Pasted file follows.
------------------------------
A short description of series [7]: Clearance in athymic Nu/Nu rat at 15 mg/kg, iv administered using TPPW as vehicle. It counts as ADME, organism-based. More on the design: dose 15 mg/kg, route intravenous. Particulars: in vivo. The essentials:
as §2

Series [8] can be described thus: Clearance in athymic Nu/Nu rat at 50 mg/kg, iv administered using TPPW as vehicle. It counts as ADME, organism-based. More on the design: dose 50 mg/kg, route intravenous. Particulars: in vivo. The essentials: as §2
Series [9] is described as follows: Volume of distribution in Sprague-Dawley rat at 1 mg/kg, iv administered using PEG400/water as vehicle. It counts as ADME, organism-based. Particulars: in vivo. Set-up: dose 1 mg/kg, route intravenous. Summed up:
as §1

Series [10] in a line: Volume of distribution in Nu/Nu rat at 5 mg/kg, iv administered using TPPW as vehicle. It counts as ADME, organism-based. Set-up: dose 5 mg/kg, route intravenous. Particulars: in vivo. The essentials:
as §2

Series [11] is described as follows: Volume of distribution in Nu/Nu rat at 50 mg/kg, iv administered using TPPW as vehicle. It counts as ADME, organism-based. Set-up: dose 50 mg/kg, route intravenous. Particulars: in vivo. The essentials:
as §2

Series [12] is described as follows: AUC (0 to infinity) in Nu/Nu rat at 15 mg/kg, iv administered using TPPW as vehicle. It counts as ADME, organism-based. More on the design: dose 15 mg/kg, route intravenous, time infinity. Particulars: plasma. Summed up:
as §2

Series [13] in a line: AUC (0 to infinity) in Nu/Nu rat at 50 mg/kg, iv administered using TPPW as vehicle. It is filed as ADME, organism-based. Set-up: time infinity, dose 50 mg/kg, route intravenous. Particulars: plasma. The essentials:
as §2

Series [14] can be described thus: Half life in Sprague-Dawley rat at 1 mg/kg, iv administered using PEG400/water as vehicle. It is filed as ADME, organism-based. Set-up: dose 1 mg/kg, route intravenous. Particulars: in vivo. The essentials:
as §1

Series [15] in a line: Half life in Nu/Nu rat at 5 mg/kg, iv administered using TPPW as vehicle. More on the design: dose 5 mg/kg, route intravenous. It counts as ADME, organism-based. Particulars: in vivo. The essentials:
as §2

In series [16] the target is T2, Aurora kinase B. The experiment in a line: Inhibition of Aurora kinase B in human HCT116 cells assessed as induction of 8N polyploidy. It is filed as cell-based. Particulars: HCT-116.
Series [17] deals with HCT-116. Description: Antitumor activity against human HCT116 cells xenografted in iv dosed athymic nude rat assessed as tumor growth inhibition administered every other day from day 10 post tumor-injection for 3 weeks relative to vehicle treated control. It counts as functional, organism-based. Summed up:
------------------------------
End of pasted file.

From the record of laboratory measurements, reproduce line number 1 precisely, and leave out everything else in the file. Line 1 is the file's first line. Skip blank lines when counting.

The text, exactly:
A short description of series [7]: Clearance in athymic Nu/Nu rat at 15 mg/kg, iv administered using TPPW as vehicle. It counts as ADME, organism-based. More on the design: dose 15 mg/kg, route intravenous. Particulars: in vivo. The essentials: